Ethnic antagonism (hostilities between different ethnic groups (tribes, etc.). The concept of nation is alien to the Afghan way of thinking. One’s own family comes first, followed by the clan and then the tribe—and all of these are much more important than the country. People are deeply entrenched in caring for their families, villages and tribes. When someone dares to turn from his tribe to embrace something new and maybe even foreign, pressure ensues. The person’s family and/or tribe will exert extreme pressure and even violence to make him return to traditional norms. If he doesn’t, he will be viewed as a traitor to the community, resulting in exclusion from family and society. While this protocol applies to all “deviations,” the pressure and violence intensify if it involves someone turning to Christianity. The Christian religion is considered to be Western and hostile to Afghan culture, society and Islam. In this respect, conversion away from Islam is seen as treason.
Organized crime and corruption is alive and well in Afghanistan, an extremely poor country. One of the main economic problems the country faces is the fact that illicit drugs like opium are much more lucrative than virtually any other crop. Compared to wheat, farmers can earn 11 times the amount of money with poppy production. The Taliban are heavily involved in drug production; estimations indicate that 70 to 80 percent of all drug trafficking gains end up in the Taliban’s pockets.
Everyone who’s in the way of the drug lords will simply be pushed aside, a practice that has intensified. The situation is made additionally volatile by drug barons pressuring citizens and making parts of the country uncontrollable. In most cases, this pressure isn’t relegated to Christians only (they’re not visible anyway). However, believers are affected because they don’t have an alternative or someone to turn to for help.
Why is it so risky to be a Christian?
In North Korea: When a Christian is discovered, he or she will be taken away by the police. Not only the Christian, but also his or her spouse, children and family to the fourth generation. To North Koreans, anyone who knows a Christian is “guilty by association.” If you’re guilty, so are the people who live or even just know you. After arrest, a Christian will be locked up in a small but overcrowded cell in a detention center. There, he/she will be interrogated for hours and subject to “light” or even heavy torture. Prisoners hardly receive any food and water; many don’t survive their detention.
After a few months, the courts will decide if the Christian will be prosecuted. When someone must go to court, he/she will be sent to a re-education labor camp with his/her family members. Prisoners in these camps receive on average of 500 calories of food a day and must work 10 to 12 hours a day. They will receive one day of rest every 10 days. At night, lengthy ideological training sessions are testing for the exhausted prisoners.
If someone is not sent to court, he/she will be transferred to a political labor camp. There, the circumstances are even more gruesome than re-education camp. Here, the prisoners have no hope of escape or release; they don’t receive ideological training. These camps are like the Nazi death camps of World War II.
A last possible fate for Christians is execution. Until a few years ago, Christians were sometimes publicly executed by a firing squad. But civilians found those executions too upsetting. Nowadays, political enemies, such as Christians, are killed in prison or labor camp basements by North Korean soldiers.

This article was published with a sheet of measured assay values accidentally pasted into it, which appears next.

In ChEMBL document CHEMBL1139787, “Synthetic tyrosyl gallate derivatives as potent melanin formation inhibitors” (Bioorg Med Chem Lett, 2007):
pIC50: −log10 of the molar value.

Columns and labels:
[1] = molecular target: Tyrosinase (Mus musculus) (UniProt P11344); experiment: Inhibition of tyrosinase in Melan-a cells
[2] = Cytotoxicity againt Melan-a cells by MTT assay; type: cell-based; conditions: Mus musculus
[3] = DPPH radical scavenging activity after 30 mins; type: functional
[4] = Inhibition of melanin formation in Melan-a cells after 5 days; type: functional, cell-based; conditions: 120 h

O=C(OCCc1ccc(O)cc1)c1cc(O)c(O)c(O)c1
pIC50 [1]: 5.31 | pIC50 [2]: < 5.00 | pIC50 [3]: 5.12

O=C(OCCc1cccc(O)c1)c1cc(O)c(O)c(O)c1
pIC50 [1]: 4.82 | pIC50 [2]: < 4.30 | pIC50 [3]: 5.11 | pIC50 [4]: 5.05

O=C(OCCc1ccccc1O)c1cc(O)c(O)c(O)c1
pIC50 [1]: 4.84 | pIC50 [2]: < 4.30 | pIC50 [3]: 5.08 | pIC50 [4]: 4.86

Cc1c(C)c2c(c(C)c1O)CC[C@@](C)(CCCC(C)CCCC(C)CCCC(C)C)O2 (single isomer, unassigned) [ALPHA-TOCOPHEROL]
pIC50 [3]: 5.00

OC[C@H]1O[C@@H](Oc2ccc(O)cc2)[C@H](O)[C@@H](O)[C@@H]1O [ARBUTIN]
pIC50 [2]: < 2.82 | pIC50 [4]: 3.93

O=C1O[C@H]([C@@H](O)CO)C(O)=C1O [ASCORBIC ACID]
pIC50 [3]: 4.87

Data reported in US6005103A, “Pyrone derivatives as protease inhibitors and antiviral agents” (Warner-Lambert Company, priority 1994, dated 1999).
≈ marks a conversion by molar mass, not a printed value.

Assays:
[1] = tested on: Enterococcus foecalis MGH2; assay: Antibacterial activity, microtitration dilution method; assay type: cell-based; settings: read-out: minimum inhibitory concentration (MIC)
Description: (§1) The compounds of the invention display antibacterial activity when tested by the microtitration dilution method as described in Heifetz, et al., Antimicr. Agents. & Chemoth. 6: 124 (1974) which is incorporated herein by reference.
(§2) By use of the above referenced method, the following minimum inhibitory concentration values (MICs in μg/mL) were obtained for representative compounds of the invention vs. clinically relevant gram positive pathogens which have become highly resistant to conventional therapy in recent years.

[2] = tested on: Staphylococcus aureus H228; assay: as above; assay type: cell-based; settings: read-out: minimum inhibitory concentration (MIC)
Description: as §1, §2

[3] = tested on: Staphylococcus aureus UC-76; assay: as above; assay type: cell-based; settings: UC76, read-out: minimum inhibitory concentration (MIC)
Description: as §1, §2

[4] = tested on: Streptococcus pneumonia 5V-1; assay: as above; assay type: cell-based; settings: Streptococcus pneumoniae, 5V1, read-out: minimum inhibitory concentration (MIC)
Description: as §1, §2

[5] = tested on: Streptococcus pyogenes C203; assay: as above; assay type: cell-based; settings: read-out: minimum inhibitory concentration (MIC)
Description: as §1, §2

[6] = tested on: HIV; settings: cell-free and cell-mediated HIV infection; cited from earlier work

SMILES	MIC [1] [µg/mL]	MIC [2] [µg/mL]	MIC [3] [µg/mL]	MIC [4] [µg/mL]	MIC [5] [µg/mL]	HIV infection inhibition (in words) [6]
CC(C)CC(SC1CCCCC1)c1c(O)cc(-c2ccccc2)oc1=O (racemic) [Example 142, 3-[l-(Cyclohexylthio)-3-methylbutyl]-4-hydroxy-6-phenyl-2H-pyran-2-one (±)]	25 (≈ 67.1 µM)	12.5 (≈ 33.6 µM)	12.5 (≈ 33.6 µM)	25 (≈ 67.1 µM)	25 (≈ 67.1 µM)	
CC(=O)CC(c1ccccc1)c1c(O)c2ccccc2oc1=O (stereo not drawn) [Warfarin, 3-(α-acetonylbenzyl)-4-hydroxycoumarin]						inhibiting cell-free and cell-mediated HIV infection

In Afghanistan, the state is hostile towards Christians, as we reported above. However, the family, clan, tribe or local extremist group will “take care” of converts. Very often, there’s only one possible outcome for exposed and caught Christians: they will be killed. The family, clan or tribe must save its “honor” by disposing of the Christian. Extremist groups will surely not show mercy either.
Why do North Korea and Afghanistan seem like they are so similar in score, but are so different in reality?
Our WWL methodology measures persecution in five spheres of life: private (your personal space), family, community, national and church. The reasons and actors for persecution are different, but North Korea and Afghanistan are simply so extreme in all these categories that they both received maximum points.
For example, Christians in North Korea are not allowed to have a Bible. If a Bible is discovered at someone’s home, the person will be arrested, tortured and sentenced to life imprisonment in a labor camp, which equates to a death sentence.
In Afghanistan, if a Bible of an Afghan Christian is discovered, the government will not take away the person; instead, that work will be done by family or local community. In the Middle Eastern country, torture with the purpose of forcing a believer to renounce Christ is the modus operandi. Again, just like in North Korea, if someone remains true to his/her faith, he/she will be surely killed.
If they’re really so bad, why do these countries score 94 and 93 points and not 100?
This relates to the violence category. An estimated 50,000 to 75,000 Christians live their lives inside North Korea’s vast prison system, where starvation, physical and mental abuse are part of every day. So there is a lot of violence in this country that we know of.
Because the church in Afghanistan is much smaller (several thousand believers) we cannot give specific details about violence incidents against Christians for security reasons. But we need little imagination to know that Afghanistan is a severely violent country.
However, both countries score zero points for several kinds of violence we measure, such as rapes or forced marriages for North Korea (which are unknown of), and shops and businesses or Christians destroyed in Afghanistan (where we lack reports.) Maybe, even most likely, this is happening, but a lack of reports in terms of scores counts in favor of the country.
Is there any good news?
In both countries, we know that there are faithful believers who will follow Jesus until death. Twenty years ago, the church in North Korea was much smaller. But during the famine in the ’90s, many refugees came to China, and heard and brought back the gospel to their own country. This allowed the underground Church to grow massively.
Twenty years ago, there were hardly any Afghan believers inside Afghanistan. Today, there’s a relatively small number of them—a miracle in itself.